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Kazakhstan Again Seeks Extradition Of Aliev From Austria

Rakhat Aliev, the former son-in-law of Kazakh President Nursultan Nazarbaev

Rakhat Aliev, the former son-in-law of Kazakh President Nursultan Nazarbaev

ASTANA -- Kazakhstan has sent another request to the Austrian government calling for the extradition of Rakhat Aliev, the former son-in-law of Kazakh President Nursultan Nazarbaev, RFE/RL's Kazakh Service reports.

Kazakh Deputy Prosecutor-General Johan Merkel told journalists about the request in parliament on June 23. Austria has previously rejected two extradition requests from Astana for Aliev, the first time in 2007 when Austrian officials said he was unlikely to receive a fair trial in Kazakhstan.

Last week Aliev, 48, was accused in absentia of involvement in the killings of Nurbank top managers Zholdas Temiraliev and Aybar Khasenov, whose bodies were found on the outskirts of Almaty in May.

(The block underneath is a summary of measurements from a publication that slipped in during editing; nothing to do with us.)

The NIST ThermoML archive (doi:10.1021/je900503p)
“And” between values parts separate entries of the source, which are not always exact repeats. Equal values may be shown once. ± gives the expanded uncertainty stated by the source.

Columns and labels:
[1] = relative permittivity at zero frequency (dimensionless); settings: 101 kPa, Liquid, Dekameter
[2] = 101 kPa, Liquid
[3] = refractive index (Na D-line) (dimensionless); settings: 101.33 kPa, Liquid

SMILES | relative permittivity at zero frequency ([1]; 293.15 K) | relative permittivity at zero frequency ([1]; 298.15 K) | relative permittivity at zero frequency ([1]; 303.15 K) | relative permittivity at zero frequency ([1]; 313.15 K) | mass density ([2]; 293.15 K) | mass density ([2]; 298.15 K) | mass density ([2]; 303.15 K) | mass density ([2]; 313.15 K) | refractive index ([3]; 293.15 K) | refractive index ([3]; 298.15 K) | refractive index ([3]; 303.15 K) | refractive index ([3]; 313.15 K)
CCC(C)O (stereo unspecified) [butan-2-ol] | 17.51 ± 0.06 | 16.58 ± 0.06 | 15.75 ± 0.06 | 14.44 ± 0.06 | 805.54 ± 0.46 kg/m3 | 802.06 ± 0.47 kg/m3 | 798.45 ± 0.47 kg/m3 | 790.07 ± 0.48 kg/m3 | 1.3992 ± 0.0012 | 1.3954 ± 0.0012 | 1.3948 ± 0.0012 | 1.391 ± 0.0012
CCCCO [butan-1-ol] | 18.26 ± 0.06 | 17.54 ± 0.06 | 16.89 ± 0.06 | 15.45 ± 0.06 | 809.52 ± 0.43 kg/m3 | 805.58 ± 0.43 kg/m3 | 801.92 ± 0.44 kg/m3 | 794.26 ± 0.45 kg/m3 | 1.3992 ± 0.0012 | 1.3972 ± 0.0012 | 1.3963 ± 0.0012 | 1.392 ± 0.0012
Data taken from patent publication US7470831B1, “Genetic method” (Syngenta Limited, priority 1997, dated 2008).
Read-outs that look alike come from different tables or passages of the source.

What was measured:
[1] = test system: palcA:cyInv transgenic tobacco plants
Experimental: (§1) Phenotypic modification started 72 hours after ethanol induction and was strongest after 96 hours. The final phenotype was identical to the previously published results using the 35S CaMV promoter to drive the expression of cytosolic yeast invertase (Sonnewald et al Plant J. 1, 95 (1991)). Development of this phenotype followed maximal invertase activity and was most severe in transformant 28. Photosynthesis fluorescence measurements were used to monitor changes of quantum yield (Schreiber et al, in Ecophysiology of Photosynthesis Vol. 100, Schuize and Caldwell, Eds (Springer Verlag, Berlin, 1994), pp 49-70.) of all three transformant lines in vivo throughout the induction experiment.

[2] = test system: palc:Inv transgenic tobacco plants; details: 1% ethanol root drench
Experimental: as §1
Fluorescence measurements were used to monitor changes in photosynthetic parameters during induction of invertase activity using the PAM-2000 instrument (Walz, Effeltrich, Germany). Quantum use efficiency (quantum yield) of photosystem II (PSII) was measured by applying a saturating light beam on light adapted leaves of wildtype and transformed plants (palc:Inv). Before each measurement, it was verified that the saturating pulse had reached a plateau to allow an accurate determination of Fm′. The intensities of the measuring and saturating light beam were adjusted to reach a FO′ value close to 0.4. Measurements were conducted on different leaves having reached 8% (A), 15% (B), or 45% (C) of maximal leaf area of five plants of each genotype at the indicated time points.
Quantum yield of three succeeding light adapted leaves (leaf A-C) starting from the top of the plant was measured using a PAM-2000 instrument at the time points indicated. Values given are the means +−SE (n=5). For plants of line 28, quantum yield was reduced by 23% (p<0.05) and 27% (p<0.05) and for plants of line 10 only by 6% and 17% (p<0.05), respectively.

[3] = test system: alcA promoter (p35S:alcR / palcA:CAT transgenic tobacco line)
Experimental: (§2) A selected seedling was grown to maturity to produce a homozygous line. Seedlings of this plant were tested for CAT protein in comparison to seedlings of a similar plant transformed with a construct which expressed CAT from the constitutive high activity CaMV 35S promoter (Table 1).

On June 17, the Viennese court denied another request from the Kazakh authorities for Aliev's extradition. Aliev's lawyer said earlier that his client no longer lives in Austria but in Malta.

In 2008, Aliev and Alnur Musaev -- the former chairman of Kazakhstan's National Security Committee -- were each sentenced in absentia to 20 years in prison for "[the] organization of a criminal group, abduction, and preparation for the illegal seizure of power."

Aliev and Musaev, who have been living in self-imposed exile in Europe since 2007, deny the charges against them.

Aliev, 48, was deputy chairman of Kazakhstan's National Security Committee, deputy foreign minister, and ambassador to Austria and the Organization for Security and Cooperation in Europe at different times in the last 15 years.

In 2007, he left for Austria after investigations were launched into his alleged involvement in the disappearance of the Nurbank managers in Almaty.

Temiraliev and Khasenov disappeared following a raid on Nurbank offices by law enforcement officials in June 2007. The raid was allegedly intended to force the executives to sell their interests in an Almaty building.